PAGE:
Is Artificial Lighting a No-No?
In short… No. Between October & March lovely bright natural daylight can be in short supply and this is when I sometimes call upon my photographic lighting to just brighten up an image a little. I avoid using the main lights at all costs because they can add a yellow tinge to your photos that really doesn’t fit with my style and so just bring out one of the light stands instead.
Also, if I need to take a brand photograph or still want a nice bright photograph after dark I tend to use all three of my light stands and point them at Florence from different directions.
Newborn / non movers
Photographing Florence as a baby when I could just lay her in the right spot was SO much easier than when she began to crawl and walk!I tended to take most photographs from above or beside her at this stage and in the most part I used the portrait or automatic setting on my camera. I find getting up close and capturing all of those little squishy newborn parts like her feet, button nose and eyes make beautiful photographs.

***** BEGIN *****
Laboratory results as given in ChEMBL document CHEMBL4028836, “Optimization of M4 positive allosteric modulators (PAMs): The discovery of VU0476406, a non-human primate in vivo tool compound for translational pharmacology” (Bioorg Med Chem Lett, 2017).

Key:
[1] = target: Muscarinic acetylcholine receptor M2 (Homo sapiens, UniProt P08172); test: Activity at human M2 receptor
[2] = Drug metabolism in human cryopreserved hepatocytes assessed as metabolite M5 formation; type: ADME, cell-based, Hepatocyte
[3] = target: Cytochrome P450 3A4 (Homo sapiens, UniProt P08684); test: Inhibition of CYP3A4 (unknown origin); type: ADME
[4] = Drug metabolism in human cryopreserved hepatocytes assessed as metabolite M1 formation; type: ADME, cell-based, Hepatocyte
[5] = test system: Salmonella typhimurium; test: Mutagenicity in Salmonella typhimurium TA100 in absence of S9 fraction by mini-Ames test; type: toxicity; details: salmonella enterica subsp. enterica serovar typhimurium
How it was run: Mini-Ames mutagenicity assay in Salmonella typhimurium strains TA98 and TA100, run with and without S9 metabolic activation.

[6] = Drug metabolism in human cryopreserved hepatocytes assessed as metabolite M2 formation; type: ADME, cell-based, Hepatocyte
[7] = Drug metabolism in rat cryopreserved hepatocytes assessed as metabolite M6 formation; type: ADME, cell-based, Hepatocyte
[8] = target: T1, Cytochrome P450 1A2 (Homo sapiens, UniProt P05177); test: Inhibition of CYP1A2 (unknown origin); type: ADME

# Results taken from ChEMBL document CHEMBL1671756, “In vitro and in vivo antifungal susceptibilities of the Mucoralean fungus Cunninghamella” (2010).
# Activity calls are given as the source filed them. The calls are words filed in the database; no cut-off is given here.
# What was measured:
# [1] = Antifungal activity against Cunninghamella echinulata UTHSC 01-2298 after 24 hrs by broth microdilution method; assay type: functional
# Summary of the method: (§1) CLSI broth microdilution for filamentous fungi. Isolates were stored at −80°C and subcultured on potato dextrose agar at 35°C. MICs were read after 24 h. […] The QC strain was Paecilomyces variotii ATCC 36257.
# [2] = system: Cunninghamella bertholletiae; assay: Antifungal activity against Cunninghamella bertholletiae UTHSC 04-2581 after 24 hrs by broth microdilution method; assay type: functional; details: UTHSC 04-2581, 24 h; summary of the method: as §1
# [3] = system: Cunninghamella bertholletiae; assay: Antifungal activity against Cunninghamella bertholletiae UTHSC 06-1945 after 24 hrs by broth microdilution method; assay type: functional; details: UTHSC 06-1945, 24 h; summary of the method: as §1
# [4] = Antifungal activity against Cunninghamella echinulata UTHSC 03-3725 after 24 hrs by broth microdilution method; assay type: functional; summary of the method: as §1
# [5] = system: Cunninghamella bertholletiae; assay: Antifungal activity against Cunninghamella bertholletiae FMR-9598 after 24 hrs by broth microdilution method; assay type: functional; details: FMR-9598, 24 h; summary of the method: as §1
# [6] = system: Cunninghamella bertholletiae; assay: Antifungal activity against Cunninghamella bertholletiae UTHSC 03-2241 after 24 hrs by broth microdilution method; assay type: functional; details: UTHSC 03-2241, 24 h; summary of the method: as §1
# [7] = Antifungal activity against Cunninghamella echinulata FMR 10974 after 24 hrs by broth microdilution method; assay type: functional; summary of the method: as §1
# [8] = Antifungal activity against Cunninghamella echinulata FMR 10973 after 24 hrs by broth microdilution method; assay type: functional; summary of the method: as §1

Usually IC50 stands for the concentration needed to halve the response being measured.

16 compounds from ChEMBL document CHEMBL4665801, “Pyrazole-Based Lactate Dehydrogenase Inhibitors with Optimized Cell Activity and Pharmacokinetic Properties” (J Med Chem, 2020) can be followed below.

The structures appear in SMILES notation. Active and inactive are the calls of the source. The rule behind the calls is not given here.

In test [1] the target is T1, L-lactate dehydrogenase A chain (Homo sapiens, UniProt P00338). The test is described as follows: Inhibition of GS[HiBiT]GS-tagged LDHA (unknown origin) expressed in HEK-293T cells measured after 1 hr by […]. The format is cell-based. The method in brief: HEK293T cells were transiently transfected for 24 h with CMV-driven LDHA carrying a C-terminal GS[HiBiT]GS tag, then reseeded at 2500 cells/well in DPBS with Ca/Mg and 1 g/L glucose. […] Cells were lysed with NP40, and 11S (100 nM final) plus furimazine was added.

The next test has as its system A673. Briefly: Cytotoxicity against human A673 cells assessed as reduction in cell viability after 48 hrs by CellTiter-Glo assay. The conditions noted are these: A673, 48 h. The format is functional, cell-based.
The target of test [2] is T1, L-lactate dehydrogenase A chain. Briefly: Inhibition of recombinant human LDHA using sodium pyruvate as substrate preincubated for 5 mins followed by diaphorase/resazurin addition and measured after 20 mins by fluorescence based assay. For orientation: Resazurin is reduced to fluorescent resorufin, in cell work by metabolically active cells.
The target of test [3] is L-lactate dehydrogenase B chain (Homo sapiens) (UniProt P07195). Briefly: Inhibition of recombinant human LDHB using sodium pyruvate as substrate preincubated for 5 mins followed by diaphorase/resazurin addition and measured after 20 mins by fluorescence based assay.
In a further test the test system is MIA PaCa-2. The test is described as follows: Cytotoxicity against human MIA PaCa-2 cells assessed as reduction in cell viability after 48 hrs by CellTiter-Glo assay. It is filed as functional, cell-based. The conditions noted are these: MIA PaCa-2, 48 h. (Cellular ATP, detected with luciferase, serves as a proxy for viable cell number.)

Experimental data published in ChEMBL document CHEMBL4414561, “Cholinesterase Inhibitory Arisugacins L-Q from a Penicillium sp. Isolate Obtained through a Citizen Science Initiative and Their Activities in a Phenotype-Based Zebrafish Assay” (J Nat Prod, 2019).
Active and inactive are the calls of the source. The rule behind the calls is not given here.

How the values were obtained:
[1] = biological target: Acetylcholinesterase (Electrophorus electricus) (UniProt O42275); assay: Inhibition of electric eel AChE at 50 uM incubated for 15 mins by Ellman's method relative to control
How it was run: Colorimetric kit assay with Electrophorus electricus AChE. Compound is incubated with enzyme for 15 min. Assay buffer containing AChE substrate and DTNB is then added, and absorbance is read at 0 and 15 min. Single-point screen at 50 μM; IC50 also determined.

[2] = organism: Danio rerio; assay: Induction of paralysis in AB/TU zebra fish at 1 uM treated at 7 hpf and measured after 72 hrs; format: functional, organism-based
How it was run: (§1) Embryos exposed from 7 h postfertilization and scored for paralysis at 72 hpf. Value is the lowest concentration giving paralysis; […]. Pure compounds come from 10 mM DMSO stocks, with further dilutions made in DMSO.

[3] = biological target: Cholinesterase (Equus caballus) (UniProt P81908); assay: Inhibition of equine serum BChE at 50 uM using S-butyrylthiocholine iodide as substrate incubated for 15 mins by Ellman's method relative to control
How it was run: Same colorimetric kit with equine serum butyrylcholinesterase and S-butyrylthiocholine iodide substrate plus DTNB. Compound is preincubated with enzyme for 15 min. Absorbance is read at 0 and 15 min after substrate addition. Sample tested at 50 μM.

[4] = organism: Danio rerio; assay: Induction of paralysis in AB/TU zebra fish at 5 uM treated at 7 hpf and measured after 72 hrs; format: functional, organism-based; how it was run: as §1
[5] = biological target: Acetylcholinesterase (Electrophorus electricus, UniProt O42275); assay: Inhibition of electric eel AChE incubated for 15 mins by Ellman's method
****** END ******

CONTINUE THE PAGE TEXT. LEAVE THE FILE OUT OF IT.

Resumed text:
Personally, I love natural images of newborns and so posing them in funny positions really isn’t my thing so I opted for photographing Florence when I knew she was comfortable and relaxed either laying on a person, on the bed or in her Poddle Pod.
A good tip I read when doing a little research back then was to try and have your little one with the light on their face. Obviously, common sense prevails here – don’t shine a torch or light directly at their face but face them towards the window or gentle light source. This will make those adorable little features stand out on camera while still keeping the feel of the image soft and beautiful.
Photographing little movers is a whole different kettle of fish and once Florence could crawl / walk / run I had to change my technique up a little. Again, I love capturing those candid moments and my favourite photographs of Florence are the ones in which she’s doing what children do best… playing! The first thing to note is that you will likely need to change up your camera settings. Mostly, I use the SCN setting with the Kids option. This has a super fast shutter speed which helps to reduce the blur caused by movement. I also tend to set my camera to continuous shooting mode so that I can hold my finger down on the button and it’ll take a number of photos one after the other which from experience increases my chances of getting the shot I want when there’s a wriggler in front of the camera!